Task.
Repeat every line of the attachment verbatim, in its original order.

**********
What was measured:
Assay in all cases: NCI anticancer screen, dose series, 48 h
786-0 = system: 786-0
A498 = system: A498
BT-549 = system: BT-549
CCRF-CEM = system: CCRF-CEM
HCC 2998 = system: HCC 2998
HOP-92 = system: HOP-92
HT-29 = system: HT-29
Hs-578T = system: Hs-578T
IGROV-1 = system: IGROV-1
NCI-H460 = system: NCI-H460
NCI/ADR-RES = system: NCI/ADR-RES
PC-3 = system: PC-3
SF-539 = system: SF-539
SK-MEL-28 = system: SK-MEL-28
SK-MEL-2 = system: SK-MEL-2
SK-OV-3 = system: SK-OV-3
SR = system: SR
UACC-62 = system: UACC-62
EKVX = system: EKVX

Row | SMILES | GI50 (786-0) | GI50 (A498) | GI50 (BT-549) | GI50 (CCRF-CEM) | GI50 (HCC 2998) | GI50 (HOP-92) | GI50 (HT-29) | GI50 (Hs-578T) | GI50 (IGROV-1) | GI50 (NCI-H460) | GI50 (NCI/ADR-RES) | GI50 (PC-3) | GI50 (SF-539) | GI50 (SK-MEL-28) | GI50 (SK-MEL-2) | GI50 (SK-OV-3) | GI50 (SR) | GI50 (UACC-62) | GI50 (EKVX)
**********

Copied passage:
What was measured:
Assay in all cases: NCI anticancer screen, dose series, 48 h
786-0 = system: 786-0
A498 = system: A498
BT-549 = system: BT-549
CCRF-CEM = system: CCRF-CEM
HCC 2998 = system: HCC 2998
HOP-92 = system: HOP-92
HT-29 = system: HT-29
Hs-578T = system: Hs-578T
IGROV-1 = system: IGROV-1
NCI-H460 = system: NCI-H460
NCI/ADR-RES = system: NCI/ADR-RES
PC-3 = system: PC-3
SF-539 = system: SF-539
SK-MEL-28 = system: SK-MEL-28
SK-MEL-2 = system: SK-MEL-2
SK-OV-3 = system: SK-OV-3
SR = system: SR
UACC-62 = system: UACC-62
EKVX = system: EKVX

Row | SMILES | GI50 (786-0) | GI50 (A498) | GI50 (BT-549) | GI50 (CCRF-CEM) | GI50 (HCC 2998) | GI50 (HOP-92) | GI50 (HT-29) | GI50 (Hs-578T) | GI50 (IGROV-1) | GI50 (NCI-H460) | GI50 (NCI/ADR-RES) | GI50 (PC-3) | GI50 (SF-539) | GI50 (SK-MEL-28) | GI50 (SK-MEL-2) | GI50 (SK-OV-3) | GI50 (SR) | GI50 (UACC-62) | GI50 (EKVX)